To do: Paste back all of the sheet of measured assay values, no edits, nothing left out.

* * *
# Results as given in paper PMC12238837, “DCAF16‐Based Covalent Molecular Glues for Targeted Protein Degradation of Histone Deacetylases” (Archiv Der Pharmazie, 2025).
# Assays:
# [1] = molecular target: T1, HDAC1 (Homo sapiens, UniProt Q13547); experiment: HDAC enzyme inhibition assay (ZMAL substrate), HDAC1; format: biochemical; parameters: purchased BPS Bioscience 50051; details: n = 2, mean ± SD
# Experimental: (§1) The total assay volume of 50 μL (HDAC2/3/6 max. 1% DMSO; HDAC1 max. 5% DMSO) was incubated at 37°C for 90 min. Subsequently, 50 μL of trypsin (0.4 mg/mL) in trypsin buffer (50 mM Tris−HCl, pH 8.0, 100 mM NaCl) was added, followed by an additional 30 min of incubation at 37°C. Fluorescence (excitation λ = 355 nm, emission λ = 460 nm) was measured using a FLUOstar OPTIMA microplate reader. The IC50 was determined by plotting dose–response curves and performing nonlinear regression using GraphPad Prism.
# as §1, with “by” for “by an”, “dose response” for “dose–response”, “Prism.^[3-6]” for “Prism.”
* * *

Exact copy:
# Results as given in paper PMC12238837, “DCAF16‐Based Covalent Molecular Glues for Targeted Protein Degradation of Histone Deacetylases” (Archiv Der Pharmazie, 2025).
# Assays:
# [1] = molecular target: T1, HDAC1 (Homo sapiens, UniProt Q13547); experiment: HDAC enzyme inhibition assay (ZMAL substrate), HDAC1; format: biochemical; parameters: purchased BPS Bioscience 50051; details: n = 2, mean ± SD
# Experimental: (§1) The total assay volume of 50 μL (HDAC2/3/6 max. 1% DMSO; HDAC1 max. 5% DMSO) was incubated at 37°C for 90 min. Subsequently, 50 μL of trypsin (0.4 mg/mL) in trypsin buffer (50 mM Tris−HCl, pH 8.0, 100 mM NaCl) was added, followed by an additional 30 min of incubation at 37°C. Fluorescence (excitation λ = 355 nm, emission λ = 460 nm) was measured using a FLUOstar OPTIMA microplate reader. The IC50 was determined by plotting dose–response curves and performing nonlinear regression using GraphPad Prism.
# as §1, with “by” for “by an”, “dose response” for “dose–response”, “Prism.^[3-6]” for “Prism.”